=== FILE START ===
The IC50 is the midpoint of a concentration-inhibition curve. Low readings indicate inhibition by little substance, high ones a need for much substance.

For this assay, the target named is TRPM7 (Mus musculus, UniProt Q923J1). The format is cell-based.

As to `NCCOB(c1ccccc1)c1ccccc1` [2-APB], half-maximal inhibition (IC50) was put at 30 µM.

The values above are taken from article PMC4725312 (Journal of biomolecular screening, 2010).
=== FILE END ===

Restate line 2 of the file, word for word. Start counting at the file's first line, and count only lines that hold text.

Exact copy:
For this assay, the target named is TRPM7 (Mus musculus, UniProt Q923J1). The format is cell-based.